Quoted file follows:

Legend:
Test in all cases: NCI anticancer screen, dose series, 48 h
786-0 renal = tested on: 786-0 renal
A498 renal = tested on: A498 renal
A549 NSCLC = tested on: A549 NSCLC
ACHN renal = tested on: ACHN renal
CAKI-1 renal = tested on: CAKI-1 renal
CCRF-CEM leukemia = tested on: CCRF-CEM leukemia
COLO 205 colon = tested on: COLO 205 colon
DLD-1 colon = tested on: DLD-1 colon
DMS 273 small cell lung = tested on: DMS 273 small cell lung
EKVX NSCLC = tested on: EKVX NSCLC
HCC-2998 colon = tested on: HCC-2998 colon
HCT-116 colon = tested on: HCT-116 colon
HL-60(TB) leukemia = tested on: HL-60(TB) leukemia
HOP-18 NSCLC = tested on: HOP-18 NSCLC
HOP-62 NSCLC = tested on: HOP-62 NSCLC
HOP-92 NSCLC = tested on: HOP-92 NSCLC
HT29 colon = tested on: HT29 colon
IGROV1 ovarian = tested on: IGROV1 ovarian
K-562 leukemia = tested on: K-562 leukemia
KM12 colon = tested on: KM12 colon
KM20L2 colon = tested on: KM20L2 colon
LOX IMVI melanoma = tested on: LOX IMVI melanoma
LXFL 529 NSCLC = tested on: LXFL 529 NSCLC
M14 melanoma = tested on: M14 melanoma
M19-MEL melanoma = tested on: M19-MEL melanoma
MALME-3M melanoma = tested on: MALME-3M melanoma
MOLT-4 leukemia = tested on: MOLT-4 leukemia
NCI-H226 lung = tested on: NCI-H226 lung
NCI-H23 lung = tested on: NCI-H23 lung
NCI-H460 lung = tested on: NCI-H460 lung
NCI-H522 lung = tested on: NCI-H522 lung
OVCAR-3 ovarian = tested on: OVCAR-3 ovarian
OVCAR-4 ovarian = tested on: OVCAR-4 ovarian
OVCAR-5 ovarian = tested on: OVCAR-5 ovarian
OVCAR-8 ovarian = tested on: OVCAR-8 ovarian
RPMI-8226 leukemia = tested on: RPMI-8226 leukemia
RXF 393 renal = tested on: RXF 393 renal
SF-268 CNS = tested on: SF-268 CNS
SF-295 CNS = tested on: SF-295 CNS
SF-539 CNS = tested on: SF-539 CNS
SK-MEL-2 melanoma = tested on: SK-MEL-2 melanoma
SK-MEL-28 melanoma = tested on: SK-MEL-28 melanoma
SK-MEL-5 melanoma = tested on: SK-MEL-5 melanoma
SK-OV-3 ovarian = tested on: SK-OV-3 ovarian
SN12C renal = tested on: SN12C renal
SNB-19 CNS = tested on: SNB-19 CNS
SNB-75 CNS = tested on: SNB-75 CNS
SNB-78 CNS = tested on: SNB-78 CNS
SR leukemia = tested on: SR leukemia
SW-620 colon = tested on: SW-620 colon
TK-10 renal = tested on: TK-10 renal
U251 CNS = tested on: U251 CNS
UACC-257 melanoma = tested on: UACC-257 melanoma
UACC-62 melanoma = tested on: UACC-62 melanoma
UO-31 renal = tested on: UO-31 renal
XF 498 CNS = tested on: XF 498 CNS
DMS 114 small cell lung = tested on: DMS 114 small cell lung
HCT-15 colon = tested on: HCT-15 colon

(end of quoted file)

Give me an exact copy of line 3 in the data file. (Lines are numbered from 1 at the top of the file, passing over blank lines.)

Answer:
786-0 renal = tested on: 786-0 renal